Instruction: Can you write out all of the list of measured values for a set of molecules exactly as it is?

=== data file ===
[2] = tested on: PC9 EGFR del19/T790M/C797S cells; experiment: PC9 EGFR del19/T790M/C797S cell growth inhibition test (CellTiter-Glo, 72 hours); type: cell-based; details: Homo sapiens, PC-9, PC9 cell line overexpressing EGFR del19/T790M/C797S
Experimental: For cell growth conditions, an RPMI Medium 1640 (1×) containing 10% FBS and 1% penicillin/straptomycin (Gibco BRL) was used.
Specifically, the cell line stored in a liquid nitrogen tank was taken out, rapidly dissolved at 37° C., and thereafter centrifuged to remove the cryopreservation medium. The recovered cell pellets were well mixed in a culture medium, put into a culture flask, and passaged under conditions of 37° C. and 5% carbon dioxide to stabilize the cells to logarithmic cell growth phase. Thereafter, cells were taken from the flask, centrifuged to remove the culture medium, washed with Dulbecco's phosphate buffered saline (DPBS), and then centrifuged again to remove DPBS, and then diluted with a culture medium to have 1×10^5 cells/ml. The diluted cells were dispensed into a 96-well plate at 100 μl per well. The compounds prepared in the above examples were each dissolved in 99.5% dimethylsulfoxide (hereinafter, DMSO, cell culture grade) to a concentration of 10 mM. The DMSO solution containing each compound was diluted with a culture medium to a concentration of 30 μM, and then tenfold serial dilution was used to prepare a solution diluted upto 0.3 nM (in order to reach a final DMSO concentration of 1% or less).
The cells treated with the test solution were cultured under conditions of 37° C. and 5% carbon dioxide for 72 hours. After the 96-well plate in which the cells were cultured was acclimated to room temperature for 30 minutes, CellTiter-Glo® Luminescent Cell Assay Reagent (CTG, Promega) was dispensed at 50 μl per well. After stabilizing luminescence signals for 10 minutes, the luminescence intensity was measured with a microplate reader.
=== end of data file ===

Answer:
[2] = tested on: PC9 EGFR del19/T790M/C797S cells; experiment: PC9 EGFR del19/T790M/C797S cell growth inhibition test (CellTiter-Glo, 72 hours); type: cell-based; details: Homo sapiens, PC-9, PC9 cell line overexpressing EGFR del19/T790M/C797S
Experimental: For cell growth conditions, an RPMI Medium 1640 (1×) containing 10% FBS and 1% penicillin/straptomycin (Gibco BRL) was used.
Specifically, the cell line stored in a liquid nitrogen tank was taken out, rapidly dissolved at 37° C., and thereafter centrifuged to remove the cryopreservation medium. The recovered cell pellets were well mixed in a culture medium, put into a culture flask, and passaged under conditions of 37° C. and 5% carbon dioxide to stabilize the cells to logarithmic cell growth phase. Thereafter, cells were taken from the flask, centrifuged to remove the culture medium, washed with Dulbecco's phosphate buffered saline (DPBS), and then centrifuged again to remove DPBS, and then diluted with a culture medium to have 1×10^5 cells/ml. The diluted cells were dispensed into a 96-well plate at 100 μl per well. The compounds prepared in the above examples were each dissolved in 99.5% dimethylsulfoxide (hereinafter, DMSO, cell culture grade) to a concentration of 10 mM. The DMSO solution containing each compound was diluted with a culture medium to a concentration of 30 μM, and then tenfold serial dilution was used to prepare a solution diluted upto 0.3 nM (in order to reach a final DMSO concentration of 1% or less).
The cells treated with the test solution were cultured under conditions of 37° C. and 5% carbon dioxide for 72 hours. After the 96-well plate in which the cells were cultured was acclimated to room temperature for 30 minutes, CellTiter-Glo® Luminescent Cell Assay Reagent (CTG, Promega) was dispensed at 50 μl per well. After stabilizing luminescence signals for 10 minutes, the luminescence intensity was measured with a microplate reader.